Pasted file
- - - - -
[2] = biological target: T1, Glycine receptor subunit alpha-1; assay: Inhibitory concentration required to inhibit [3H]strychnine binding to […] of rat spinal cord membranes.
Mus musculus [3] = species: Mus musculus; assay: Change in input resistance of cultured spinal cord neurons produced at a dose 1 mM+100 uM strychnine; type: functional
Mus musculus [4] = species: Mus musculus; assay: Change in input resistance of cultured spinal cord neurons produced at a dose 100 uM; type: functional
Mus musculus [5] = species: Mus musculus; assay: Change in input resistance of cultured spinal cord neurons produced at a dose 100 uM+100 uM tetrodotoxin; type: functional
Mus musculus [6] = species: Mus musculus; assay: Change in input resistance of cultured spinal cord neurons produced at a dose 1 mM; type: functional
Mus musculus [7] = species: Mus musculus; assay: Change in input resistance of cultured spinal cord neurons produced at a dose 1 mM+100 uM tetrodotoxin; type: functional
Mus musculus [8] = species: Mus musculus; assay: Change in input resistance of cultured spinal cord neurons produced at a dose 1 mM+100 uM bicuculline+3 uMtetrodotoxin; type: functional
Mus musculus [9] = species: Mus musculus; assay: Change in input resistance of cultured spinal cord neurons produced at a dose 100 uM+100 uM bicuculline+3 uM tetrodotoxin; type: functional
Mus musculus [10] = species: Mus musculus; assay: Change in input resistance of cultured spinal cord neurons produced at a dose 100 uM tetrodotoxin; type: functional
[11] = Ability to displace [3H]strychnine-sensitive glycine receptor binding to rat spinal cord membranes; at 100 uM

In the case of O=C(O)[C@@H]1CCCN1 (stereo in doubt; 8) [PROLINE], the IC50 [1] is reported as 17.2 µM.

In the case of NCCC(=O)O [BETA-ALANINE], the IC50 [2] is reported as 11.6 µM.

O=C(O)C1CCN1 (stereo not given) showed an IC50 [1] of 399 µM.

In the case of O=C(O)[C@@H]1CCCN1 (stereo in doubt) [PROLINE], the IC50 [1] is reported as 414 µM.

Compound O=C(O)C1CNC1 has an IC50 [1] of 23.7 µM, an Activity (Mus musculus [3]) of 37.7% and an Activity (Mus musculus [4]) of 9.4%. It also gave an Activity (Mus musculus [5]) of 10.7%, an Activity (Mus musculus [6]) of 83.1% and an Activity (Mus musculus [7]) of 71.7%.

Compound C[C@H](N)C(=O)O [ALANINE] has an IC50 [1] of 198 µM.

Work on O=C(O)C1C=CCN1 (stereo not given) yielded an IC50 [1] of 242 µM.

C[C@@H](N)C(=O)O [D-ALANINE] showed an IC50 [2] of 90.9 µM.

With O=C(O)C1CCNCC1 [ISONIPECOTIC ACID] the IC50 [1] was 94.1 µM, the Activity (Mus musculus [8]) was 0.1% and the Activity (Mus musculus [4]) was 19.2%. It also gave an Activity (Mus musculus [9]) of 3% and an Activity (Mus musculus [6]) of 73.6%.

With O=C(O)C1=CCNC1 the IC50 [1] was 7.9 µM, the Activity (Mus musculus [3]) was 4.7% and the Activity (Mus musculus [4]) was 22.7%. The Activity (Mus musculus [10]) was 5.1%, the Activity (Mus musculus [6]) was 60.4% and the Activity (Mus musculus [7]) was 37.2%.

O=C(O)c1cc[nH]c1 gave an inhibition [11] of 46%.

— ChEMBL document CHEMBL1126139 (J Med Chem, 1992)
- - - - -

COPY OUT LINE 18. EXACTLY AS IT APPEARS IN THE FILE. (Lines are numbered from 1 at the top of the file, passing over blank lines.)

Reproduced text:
C[C@@H](N)C(=O)O [D-ALANINE] showed an IC50 [2] of 90.9 µM.